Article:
Bill
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Tim Collins

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Re: Sonar Target
« Reply #172 on: June 12, 2013, 12:26:52 PM »

Richie spotted the anomaly because it was dead-obvious - so dead-obvious that everyone else missed it because we were looking for things much more subtle. 

With all due respect I don't think this was the case at all. I submit that the anomaly was missed, at least by us forum participants, because a reasonable assumption was made that the sonar data had already been thoroughly analyzed by those higher up in the food chain doing the front line analysis and that the anomaly had been subsequently ruled out or otherwise dealt with. Richie was merely asking about what appeared to be an interesting, if odd, feature. Who knew it was a feature that actually been overlooked. The point is, I think, that most of us assume that any image posted either in the form or on the TIGHAR web site has been already thoroughly gone over, at least with regard to features as imposing at the "Conroy anomaly". But this is all a moot point. The time for chagrin is over. On with the analysis and the search.     
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Ric Gillespie

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Re: Sonar Target
« Reply #173 on: June 12, 2013, 12:36:00 PM »

I submit that the anomaly was missed, at least by us forum participants, because a reasonable assumption was made that the sonar data had already been thoroughly analyzed by those higher up in the food chain doing the front line analysis and that the anomaly had been subsequently ruled out or otherwise dealt with.   

That's exactly right. We at TIGHAR made that same assumption - that the contractor with the expertise who was paid a great deal of money to identify and alert us to worthwhile targets, had done their job.
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Tim Collins

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Re: Sonar Target
« Reply #174 on: June 12, 2013, 12:37:31 PM »

I submit that the anomaly was missed, at least by us forum participants, because a reasonable assumption was made that the sonar data had already been thoroughly analyzed by those higher up in the food chain doing the front line analysis and that the anomaly had been subsequently ruled out or otherwise dealt with.   

That's exactly right. We at TIGHAR made that same assumption - that the contractor with the expertise who was paid a great deal of money to identify and alert us to worthwhile targets, had done their job.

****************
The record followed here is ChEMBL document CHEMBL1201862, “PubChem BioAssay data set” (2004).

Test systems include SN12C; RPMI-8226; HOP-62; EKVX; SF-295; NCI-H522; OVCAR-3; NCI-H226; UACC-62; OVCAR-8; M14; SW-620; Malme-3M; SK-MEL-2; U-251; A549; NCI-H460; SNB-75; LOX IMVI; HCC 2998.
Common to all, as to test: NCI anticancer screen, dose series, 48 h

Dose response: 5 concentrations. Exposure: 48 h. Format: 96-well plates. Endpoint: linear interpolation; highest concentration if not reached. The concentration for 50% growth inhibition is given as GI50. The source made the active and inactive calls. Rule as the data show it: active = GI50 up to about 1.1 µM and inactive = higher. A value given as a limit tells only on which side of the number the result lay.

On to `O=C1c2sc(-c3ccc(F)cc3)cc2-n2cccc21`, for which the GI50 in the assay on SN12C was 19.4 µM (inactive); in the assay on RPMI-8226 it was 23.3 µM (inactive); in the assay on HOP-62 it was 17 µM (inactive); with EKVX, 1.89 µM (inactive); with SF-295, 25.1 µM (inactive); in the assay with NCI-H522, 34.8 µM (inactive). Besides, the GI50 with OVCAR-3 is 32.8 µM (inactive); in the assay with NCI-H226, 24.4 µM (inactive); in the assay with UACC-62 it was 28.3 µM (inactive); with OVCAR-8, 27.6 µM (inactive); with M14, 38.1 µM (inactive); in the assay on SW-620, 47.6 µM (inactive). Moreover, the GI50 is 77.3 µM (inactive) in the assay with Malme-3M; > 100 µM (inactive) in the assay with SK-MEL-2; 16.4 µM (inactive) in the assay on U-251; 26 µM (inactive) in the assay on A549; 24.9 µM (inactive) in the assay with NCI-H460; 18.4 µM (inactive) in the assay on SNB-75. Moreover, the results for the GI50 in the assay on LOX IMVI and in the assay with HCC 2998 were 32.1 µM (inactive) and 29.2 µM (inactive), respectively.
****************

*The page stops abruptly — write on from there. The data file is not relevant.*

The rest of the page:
Did you save the receipt?
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Ric Gillespie

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Re: Sonar Target
« Reply #175 on: June 12, 2013, 12:44:04 PM »

Did you save the receipt?

Oh yeah.  I'm not at liberty to comment further.
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Tim Collins

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Re: Sonar Target
« Reply #176 on: June 12, 2013, 12:46:01 PM »

Did you save the receipt?

Oh yeah.  I'm not at liberty to comment further.

Why do I feel strangely compelled to say "go get em TIGHAR!"?
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Pap

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Re: Sonar Target
« Reply #177 on: June 12, 2013, 01:58:04 PM »

For me, at present, everything has a bit of supposition connected to it. Like everyone else I would love to know what it is. Having to wait and wait, for a good many years, I wanted an answer, I wanted the proof. Unfortunately these things take time and, as we all know, a great deal of money. But at least I have hope. Mr. Gillespie is my hope for a solution. I’m just praying that at my age (nearly75) the solution is near.
Bruce
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Ric Gillespie

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Re: Sonar Target
« Reply #178 on: June 12, 2013, 02:05:44 PM »

I’m just praying that at my age (nearly75) the solution is near.

Heck Bruce, I'm 65 myself.  Been working on this since I was 40 (get a life Gillespie!).

Then again, Winston Churchill was my age when he became Prime Minister in 1940.  We're just getting started!
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Charlie Chisholm

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Re: Sonar Target
« Reply #179 on: June 12, 2013, 02:12:21 PM »

Let's not forget that this airframe (if that is what it is)has been under salt water for a long time and corrosion is a factor.
If the engine mounts are attached to a rotted out aluminum wing/center section it could come apart anywhere...depending on where the stresses are as it rolls,drops,slides or whatever on it's way to where it is now...(if it's there, whatever it is)


I agree - I believe in most crashes the engine(s) would detach on impact because you have such enormous forces on the mounts. But that is not the case here. There was no crash - the Electra just floated over the edge and likely hung there at the edge of the reef for years, getting more corroded all the time. It's conceivable the engine did take some of the wing/center section with it when it finally detached from the plane.

The wings themselves likely detached relatively early, and if they still had any type of aerodynamic shape, they may have "flown" underwater on their way to the bottom, and may be quite some distance from the wreck. They may never be found. The fuselage and especially the heavy center section, as well as the engines, would likely head almost straight down the slope.

It's interesting that that is exactly what we seem to be seeing now - the heavier bits going almost straight down the slope from where we think the Electra landed.